Small changes, big results

Losing weight can be difficult, there is no debate about that. A bit of exercise every day and staying away from fast food and soda is enough for some.

Losing weight can be difficult, there is no debate about that. A bit of exercise every day and staying away from fast food and soda is enough for some. But for others, be they either too lazy or too slow of metabolism, losing weight is much more difficult.

The problem is that many Americans are too focused on the immediacy of potential weight loss. “I want to look good now—be thin now!” is often heard in lunchtime conversations and infomercials of late night TV.

Sometimes people that are already thin want to lose more weight so they can fit into their favorite dress. For these reasons and more, many people end up turning to crash diets.

One such crash diet is known as the Master Cleanse. This is a program in which the dieter can not eat or drink anything for 10 days except the special cleansing formula. This formula consists of nothing but water, lemon juice, maple syrup and cayenne pepper for flavor. Undoubtedly nutritious and delicious.

The average person, depending on sex, age, size and activity level, should be eating about 2,000 calories per day to maintain their weight. The average caloric intake for an individual on the Master Cleanse diet is about 650 calories a day.

Of course reducing one’s caloric intake by two thirds is going to cause weight loss. I am not sure how anyone could possibly think this kind of dieting healthy, especially considering that the normal daily values of many vitamins, minerals and other essentials are missing entirely.

Shows such as The Biggest Loser emphasize the importance of making a life change as opposed to dieting, for this is the only way to lose weight and keep it off. A healthy amount of weight loss, for the average individual exercising an hour or so a day, is one to two pounds per week.

This writer lost about 20 pounds in a year with exercise and eating in moderation. People need to get it into their heads that there is no such thing as a quick fix.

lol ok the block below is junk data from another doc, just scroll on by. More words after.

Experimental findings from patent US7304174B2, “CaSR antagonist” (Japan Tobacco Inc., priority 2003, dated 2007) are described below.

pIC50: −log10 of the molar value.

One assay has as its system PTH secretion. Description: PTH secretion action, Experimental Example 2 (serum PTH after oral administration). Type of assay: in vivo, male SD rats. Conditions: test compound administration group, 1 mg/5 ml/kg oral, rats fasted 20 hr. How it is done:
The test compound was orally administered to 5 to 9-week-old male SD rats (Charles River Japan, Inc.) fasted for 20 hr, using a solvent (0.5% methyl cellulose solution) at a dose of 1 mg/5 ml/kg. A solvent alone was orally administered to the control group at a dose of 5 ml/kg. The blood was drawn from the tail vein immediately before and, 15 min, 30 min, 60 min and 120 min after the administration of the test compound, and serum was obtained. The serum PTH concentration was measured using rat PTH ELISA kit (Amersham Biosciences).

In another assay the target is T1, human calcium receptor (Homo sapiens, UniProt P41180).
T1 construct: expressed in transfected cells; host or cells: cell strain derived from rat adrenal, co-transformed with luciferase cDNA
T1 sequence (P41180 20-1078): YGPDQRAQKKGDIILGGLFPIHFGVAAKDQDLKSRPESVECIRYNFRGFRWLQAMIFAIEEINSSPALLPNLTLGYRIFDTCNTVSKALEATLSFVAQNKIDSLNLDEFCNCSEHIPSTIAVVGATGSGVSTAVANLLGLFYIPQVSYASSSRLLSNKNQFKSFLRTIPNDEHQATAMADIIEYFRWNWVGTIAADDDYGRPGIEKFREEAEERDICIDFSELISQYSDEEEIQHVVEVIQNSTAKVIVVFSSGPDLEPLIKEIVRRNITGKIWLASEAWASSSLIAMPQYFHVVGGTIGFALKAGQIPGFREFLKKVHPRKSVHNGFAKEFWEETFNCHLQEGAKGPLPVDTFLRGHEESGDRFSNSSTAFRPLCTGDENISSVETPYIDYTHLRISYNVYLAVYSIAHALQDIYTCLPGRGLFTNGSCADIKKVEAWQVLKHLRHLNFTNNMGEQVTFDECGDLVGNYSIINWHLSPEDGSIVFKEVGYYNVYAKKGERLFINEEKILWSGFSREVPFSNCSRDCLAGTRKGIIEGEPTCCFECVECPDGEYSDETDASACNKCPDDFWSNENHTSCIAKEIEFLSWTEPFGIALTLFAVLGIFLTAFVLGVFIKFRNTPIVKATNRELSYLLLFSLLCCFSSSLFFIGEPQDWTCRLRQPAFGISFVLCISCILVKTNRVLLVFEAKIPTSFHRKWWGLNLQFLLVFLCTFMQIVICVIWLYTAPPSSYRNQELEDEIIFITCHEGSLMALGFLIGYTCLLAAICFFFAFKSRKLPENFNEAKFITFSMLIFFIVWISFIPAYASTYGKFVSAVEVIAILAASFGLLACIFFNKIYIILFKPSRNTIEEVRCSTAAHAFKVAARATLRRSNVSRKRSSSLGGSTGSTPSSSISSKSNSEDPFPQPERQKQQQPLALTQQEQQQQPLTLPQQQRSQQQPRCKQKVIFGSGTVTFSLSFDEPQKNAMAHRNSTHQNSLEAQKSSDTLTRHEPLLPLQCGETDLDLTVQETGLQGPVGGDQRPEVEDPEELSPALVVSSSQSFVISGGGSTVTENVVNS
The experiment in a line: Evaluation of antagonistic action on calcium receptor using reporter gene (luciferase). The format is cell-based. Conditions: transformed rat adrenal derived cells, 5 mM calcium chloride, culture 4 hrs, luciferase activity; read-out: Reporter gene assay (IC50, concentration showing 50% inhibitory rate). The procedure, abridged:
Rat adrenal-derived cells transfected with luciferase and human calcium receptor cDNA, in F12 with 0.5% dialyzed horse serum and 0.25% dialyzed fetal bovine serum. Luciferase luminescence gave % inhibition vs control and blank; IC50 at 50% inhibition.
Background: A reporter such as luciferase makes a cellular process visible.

The Master Cleanse also claims that it helps rid individuals of toxins and can help them stop drinking and smoking. Now I could take half a page and present scientific analysis and data in regards to the validity of this assertion. Or I could just sum it up by saying that there is absolutely no scientific evidence to back up these claims.

The idea that we are filled with terrible poisons and toxins that need to be flushed out is nothing but new-age baloney.

It has, however, been scientifically proven that rapid weight loss is unhealthy and, unless one continues to starve themselves, temporary.

Though many who have tried the Master Cleanse have reported positive outcomes such as clearer skin and reduction of intestinal irritation, these are merely correlations, not products of the diet itself. These positive outcomes are caused by increased hydration and the absence of processed foods—both of which can be achieved without the Master Cleanse.

Even if it were true that the human body needs to be occasionally flushed out, simple logic would show little or no connection between the mitigation of said toxins and near starvation. The only way I can see the Master Cleanse helping someone to quit smoking is that they would just feel too horrible to smoke while on the diet. I would bet that as soon as they have their first good meal or cup of coffee, the craving would come rushing back as strong as before.

Diets of this nature are pure placebo. Usually I don’t have a problem with the use of placebos to treat illness, but in this case it’s just irresponsible and unhealthy. Diets are not about all or nothing. They are about moderation. I would rather suffer for an hour a day in the gym than for 10 days straight, especially when that suffering leads to nothing but a temporary fix.

Moderation can and should be turned into a lifestyle, starvation cannot. Instead of starving yourself, try ordering a tall mocha instead of a venti. Try going for a walk or to the gym instead of watching that rerun of Bromance. Small changes, over time, can equal big results.